This line leads downward to the very bottom of the page where the red grows slightly larger then, as if splattering to the right, draws my eyes upward allowing for the circular movement of the image to continue doing its work. From here it moves to darker hues rising up and around the skull meeting a vibrant yellow and the first naked bodies of which almost seem to rest upon the shoulder of a headless form. Whether or not this body, which is larger than the others, is resting upon or growing out of the front of the skull is unclear.
Upon initial reaction it's hard not to see the similarities between this work and that of Georgia O’Keeffe, specifically her paintings of cow skulls; but also her subtle uses of color, her gestural florals, and even her metaphorical nods towards sexuality. Though admittedly, Freedman is much more literal in that last aspect, which leads this work to being much more unsettling. Something about Spend Pend End has a Heironymous Bosch type of atmosphere to it; evoking swirling feelings around beauty, carnality, and transience of human life.
I can’t help but imagine this piece is what it would look like if Georgia O’keeffe and Hieronymous Bosch had a baby, but I don’t know. There’s definitely hints of Frida Kahlo’s diary sketches also. As I said before (at least twice writing this to you and probably at least ten other times out loud to anyone who will listen), there’s a lot going on here. Lots of movement and colors and existential dread and...Did anyone else recognize the headless body as some sort of Venus of Willendorf? If not look again because it's there, just sitting all pot-bellied and faceless as if it were supposed to be Jesus during the second coming. Are you as impressed as I am? As impressed as Rafael and any other painter- Renaissance, or otherwise -who ever set out to illustrate the Transfiguration, should be? Doesn’t it look as though this Venus could possibly have a penis to you, or is it just me? Also, this parting of the paper into two equal vertical pieces… it feels like breaking the rules and yet-- I’m not mad about it. I love how this line from the possible penis (is it there? I’m dying to know, but something tells me that's probably the point) looks as though it’s trickling blood and eroding a canyon into the bone.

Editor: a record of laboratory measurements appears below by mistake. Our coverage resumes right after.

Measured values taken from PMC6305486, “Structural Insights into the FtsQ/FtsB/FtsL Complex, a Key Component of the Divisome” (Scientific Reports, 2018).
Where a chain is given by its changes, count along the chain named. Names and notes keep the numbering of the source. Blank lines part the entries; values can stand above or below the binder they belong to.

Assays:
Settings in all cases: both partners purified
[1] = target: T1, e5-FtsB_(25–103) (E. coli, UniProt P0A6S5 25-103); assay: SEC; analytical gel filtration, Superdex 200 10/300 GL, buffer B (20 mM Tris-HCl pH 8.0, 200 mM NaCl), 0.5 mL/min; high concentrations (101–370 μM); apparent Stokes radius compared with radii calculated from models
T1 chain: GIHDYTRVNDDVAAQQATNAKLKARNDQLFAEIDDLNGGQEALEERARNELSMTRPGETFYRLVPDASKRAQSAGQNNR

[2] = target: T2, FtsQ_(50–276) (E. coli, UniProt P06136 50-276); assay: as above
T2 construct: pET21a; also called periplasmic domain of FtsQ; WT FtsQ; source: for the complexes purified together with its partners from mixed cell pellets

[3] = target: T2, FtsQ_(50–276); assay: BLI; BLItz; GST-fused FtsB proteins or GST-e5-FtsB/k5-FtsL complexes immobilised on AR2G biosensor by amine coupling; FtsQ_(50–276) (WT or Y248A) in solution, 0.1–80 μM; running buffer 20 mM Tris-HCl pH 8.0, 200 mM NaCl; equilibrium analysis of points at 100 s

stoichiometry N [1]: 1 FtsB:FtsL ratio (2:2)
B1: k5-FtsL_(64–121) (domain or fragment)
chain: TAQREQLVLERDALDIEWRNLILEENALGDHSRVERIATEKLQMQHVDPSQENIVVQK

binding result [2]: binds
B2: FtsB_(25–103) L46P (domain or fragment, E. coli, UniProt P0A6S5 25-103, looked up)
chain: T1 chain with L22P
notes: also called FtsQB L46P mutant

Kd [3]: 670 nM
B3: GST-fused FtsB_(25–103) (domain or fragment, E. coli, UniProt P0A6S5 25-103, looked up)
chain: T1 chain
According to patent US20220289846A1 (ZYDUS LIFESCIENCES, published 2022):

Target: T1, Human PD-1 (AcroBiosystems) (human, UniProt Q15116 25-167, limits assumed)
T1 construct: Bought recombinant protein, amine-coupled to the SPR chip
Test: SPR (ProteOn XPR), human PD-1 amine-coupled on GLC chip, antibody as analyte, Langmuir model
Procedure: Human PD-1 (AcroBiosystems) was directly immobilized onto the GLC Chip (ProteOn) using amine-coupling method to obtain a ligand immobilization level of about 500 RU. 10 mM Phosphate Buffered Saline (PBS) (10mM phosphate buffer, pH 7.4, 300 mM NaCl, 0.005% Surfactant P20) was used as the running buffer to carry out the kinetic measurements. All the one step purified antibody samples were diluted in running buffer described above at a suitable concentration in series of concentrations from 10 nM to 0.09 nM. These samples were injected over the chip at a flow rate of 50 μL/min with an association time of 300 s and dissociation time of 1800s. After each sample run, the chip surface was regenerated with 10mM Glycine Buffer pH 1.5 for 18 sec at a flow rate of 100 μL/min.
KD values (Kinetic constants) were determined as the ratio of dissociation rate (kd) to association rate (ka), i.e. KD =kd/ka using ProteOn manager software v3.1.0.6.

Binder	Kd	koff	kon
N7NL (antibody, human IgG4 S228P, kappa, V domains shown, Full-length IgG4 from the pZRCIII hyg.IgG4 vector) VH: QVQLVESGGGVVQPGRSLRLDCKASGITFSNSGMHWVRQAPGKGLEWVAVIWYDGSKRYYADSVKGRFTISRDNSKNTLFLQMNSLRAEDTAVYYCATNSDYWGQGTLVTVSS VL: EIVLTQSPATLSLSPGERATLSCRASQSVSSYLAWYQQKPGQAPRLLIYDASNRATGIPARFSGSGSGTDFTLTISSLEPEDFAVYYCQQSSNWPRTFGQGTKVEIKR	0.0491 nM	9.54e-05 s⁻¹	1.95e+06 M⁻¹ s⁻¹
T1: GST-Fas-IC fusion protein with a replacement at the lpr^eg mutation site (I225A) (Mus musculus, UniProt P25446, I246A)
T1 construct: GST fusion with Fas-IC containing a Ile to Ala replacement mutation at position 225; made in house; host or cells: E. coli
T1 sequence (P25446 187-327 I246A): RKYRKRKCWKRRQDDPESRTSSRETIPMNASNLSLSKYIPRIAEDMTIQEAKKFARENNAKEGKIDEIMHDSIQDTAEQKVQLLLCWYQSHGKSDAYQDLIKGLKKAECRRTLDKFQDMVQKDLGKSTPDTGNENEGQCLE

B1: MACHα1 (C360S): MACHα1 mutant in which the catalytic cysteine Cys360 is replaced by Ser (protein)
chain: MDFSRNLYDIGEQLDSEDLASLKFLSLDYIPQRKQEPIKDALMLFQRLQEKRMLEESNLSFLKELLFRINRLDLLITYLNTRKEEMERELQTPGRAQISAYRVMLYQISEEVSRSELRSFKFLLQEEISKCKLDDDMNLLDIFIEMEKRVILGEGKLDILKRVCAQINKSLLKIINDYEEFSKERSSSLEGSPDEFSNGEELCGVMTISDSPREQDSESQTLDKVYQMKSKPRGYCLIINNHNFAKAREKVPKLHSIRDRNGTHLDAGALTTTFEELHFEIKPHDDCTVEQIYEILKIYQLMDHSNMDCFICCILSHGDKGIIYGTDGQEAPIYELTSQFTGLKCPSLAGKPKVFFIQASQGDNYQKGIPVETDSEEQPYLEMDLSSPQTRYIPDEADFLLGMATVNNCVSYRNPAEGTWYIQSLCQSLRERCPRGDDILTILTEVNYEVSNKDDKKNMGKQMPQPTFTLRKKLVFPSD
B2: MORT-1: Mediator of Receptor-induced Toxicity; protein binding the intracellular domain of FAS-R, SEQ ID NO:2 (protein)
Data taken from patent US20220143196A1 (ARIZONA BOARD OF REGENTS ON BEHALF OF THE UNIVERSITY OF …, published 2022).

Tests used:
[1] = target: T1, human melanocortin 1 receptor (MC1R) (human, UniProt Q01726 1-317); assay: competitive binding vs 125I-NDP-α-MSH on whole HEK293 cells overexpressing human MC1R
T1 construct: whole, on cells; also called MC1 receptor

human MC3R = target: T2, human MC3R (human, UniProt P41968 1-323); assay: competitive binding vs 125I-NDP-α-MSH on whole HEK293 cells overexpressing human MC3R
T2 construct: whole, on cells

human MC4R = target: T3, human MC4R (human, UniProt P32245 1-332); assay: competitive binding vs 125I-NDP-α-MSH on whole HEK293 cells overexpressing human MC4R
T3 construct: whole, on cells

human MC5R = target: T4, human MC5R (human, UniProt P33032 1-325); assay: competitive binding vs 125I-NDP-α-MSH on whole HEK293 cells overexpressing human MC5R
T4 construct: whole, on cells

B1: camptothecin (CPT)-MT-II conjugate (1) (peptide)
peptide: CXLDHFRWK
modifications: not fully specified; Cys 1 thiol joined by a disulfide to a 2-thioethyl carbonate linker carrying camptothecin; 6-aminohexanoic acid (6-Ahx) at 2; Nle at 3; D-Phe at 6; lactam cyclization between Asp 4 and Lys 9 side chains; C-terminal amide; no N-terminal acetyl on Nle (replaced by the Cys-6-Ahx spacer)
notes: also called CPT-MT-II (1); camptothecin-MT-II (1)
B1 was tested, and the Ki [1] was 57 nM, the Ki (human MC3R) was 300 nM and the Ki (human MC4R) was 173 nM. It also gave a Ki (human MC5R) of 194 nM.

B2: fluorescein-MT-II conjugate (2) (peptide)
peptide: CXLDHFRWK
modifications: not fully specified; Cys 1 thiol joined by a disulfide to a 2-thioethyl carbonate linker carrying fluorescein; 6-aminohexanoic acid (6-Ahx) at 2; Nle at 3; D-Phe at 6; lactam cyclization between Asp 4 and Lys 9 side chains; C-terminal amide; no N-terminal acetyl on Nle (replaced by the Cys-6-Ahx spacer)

Wait a minute, that is blood right? Maybe this Venus has a vagina after all; or maybe regardless of all the bodies this is about more than bodily form. Or Maybe it’s nothing more than the visual representation of a conversation and game between friends. Maybe Freedman will read this and laugh the way I imagine she was laughing that day on the mountain. Laughing loudly at the absurdity of the gaps between intention and interpretation, or at words and how easily they can be manipulated, at the oddity in realizing their mortality is no different than our own. Maybe she went home and trapped these ruminating thoughts onto a two dimensional plane so as to continue laughing in order to drown out the dread; or at the very least-- to remind us how vibrant and volatile existence can be.